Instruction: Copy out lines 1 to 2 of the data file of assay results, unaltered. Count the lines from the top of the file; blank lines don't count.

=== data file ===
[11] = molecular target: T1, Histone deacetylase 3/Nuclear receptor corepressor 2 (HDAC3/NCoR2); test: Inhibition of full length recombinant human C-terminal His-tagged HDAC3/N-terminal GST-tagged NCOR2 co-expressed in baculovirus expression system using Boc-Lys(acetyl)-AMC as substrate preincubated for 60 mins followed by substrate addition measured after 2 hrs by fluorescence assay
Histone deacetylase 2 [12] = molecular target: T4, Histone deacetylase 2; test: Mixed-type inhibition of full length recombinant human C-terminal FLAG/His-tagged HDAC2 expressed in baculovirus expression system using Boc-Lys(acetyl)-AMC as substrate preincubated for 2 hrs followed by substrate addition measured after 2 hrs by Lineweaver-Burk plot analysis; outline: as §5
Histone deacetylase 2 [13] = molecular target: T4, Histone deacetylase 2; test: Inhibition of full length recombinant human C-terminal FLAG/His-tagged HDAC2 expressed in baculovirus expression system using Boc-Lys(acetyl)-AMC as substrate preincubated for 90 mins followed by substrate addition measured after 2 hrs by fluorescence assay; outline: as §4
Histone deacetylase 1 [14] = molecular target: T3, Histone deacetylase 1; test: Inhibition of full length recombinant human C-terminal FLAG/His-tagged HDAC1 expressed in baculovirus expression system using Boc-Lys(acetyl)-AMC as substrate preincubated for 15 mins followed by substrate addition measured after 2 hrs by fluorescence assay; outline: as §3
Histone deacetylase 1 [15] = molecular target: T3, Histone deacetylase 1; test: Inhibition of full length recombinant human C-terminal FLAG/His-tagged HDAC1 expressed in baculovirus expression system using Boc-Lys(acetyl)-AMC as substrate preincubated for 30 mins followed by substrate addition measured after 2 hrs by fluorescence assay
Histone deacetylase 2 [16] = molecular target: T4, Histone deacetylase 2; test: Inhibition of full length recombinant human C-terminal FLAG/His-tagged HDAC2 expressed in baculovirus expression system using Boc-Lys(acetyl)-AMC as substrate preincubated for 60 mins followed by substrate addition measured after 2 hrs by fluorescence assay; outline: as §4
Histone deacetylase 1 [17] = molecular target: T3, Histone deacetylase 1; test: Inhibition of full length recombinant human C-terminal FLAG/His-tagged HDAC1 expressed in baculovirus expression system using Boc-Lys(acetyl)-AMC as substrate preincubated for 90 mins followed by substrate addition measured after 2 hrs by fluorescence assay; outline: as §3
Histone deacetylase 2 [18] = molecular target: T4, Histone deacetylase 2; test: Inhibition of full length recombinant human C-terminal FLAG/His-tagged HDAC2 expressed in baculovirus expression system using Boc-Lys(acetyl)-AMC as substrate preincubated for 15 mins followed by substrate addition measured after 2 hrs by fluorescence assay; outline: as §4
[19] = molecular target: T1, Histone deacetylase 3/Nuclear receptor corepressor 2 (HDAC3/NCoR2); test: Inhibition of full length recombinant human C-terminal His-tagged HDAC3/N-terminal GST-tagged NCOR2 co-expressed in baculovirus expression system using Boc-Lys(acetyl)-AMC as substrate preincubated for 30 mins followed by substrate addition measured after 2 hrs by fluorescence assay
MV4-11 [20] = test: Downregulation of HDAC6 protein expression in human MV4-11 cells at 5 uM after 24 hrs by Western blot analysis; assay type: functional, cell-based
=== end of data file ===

[11] = molecular target: T1, Histone deacetylase 3/Nuclear receptor corepressor 2 (HDAC3/NCoR2); test: Inhibition of full length recombinant human C-terminal His-tagged HDAC3/N-terminal GST-tagged NCOR2 co-expressed in baculovirus expression system using Boc-Lys(acetyl)-AMC as substrate preincubated for 60 mins followed by substrate addition measured after 2 hrs by fluorescence assay
Histone deacetylase 2 [12] = molecular target: T4, Histone deacetylase 2; test: Mixed-type inhibition of full length recombinant human C-terminal FLAG/His-tagged HDAC2 expressed in baculovirus expression system using Boc-Lys(acetyl)-AMC as substrate preincubated for 2 hrs followed by substrate addition measured after 2 hrs by Lineweaver-Burk plot analysis; outline: as §5